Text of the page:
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Cosmopolis Paperback – 2 Apr 2004

3.1 out of 5 stars 34 customer reviews

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Product details

  • Paperback: 224 pages
  • Publisher: Picador; Reprints edition (2 April 2004)
  • Language: English
  • ISBN-10: 0330412744
  • ISBN-13: 978-0330412742
  • Product Dimensions: 13 x 1.3 x 19.7 cm
  • Average Customer Review: 3.1 out of 5 stars  See all reviews (34 customer reviews)
  • Amazon Bestsellers Rank: 1,087,032 in Books (See Top 100 in Books)

Product Description

Amazon Review

Cosmopolis is Don DeLillo's 13th novel. His reputation as one of the most provocative and innovative of American writers is assured, thanks to such books as Underworld and Americana, but this new outing is as likely to challenge the author's legion of admirers as much as it will exhilarate them--and there's nothing wrong with that.

DeLillo's protagonist this time is a well-heeled American, Eric Packer, who sets out one eventful day for a haircut. Gazing through the windows of his white limousine (and availing himself of its state-of-the-art technology), this self-made millionaire takes in the spectacle of financiers being murdered, the funeral of a rapper and some violent anti-globalisation protests. As we come to know DeLillo's anti-hero, we realise that Eric Packer is by no means the most ingratiating of individuals. Cheating on his new wife, he specialises in using people in a cynical and exploitative way. And as this self-serving captain of industry takes an ever-more dangerous journey through a bizarrely rendered New York, it's inevitable that comparisons with Tom Wolfe's classic Bonfire of the Vanities will spring to mind. Resemblances of plot aside, however, the book is a very different animal. Wolfe's narrative had the epic spread of a latter-day War and Peace, whereas DeLillo sharpens and condenses his prose in Cosmopolis to produce an altogether more concise novel.

There are two ways to approach Cosmopolis: as a rudely pointed dissection of the American Dream, or as a surreal, symbolic (and disturbing) road trip. This is not a comforting book, but a bracing and caustic one. --Barry Forshaw --This text refers to an out of print or unavailable edition of this title.

Review

...a serious and absurd book... it is genuinely, consistently funny; it has charm. -- Daily Telegraph, May 2003

Cosmopolis works best as a historical pageant of our hi-tech fantasies, before dot.com plunged into dot.bomb. -- Waterstone's Books Quarterly, April 2003

Full of ideas, and brilliant phrases, Cosmopolis is written with the sort of intensity you simply don't get elsewhere. -- GQ Magazine, April 2003

It is Mr DeLillo's stylistic swagger that makes Cosmopolis such a compelling read. -- Economist, April 2003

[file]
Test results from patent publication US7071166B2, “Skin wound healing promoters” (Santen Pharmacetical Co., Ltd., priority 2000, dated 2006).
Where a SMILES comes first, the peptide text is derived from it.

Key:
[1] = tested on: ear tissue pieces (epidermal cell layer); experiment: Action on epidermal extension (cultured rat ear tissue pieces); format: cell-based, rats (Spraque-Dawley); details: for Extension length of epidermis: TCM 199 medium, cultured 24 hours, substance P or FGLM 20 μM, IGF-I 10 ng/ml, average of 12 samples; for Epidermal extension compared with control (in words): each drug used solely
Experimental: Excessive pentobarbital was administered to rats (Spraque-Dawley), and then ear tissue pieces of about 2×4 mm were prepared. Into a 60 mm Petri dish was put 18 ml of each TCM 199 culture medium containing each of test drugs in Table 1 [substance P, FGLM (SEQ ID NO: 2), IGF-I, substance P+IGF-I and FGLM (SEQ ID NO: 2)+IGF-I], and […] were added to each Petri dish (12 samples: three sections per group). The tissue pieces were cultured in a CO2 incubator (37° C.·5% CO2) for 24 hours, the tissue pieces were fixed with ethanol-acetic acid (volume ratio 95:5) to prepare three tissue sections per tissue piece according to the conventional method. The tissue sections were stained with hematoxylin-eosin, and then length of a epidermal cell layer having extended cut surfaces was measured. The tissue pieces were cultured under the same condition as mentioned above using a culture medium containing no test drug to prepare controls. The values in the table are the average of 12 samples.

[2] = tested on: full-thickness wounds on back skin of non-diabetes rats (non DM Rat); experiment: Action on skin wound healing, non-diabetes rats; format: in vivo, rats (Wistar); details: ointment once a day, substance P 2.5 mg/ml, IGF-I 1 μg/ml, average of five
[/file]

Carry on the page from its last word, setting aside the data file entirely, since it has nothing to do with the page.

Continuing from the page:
There remains more than enough artistry in his sentences and irony in his observation to make the inevitable constantly surprising. -- Observer, May 2003 --This text refers to an out of print or unavailable edition of this title.

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Top Customer Reviews

Format: Paperback Verified Purchase
If you like sentences like that one, you might like Cosmopolis.
A day, possibly the last, in the life of 28 year-old multi-billionaire, Eric Packer, as he goes in search of a haircut.
It's a novel that aims for enormous profundity, using characters that verge on the risible.
Packer himself is close to a Bond villain caricature. 'Every act he performed was self-haunted and synthetic.' His apartment has 48 rooms, a borzoi pen, a shark tank, card parlour, lap pool. What, no fluffy white cat? He owns a bomber. His body fat is under six per cent. He wears sunglasses. His stretch limo has been 'prousted' - cork lined for silence. Inside is a twenty screen video bank, microwave, heart monitor, toilet. His head of security, voice-activated firearm at the ready, accompanies him. As do two bodyguards.
Packer heads across town. The traffic is hellish.The car moves in quarter-inches. The sentences are short. Declamatory. They include phrases like 'zero-saturation'. And words like 'misweave.' Packer stops off twice on the way for sex. Various employees keep popping in and out: Micheal Chin, currency analyst. Dr Ingrams, who gives Packer his daily check up, including prostate tweak. Jane Melman chief of finance. Vija Kinski head of theory. Packer keeps bumping into his wife of twenty two days, Elise Shifrin, bad poet and heir to the Shifrin banking fortune. 'When are we going to have sex again?' he asks her, over untouched green tea and toast. She feels this way about him: 'You know things. I think you're dedicated to knowing. I think you acquire information and turn it into something stupendous and awful.You're a dangerous person..a visionary.
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By A Customer on 10 April 2003
Format: Hardcover
...which is still very good.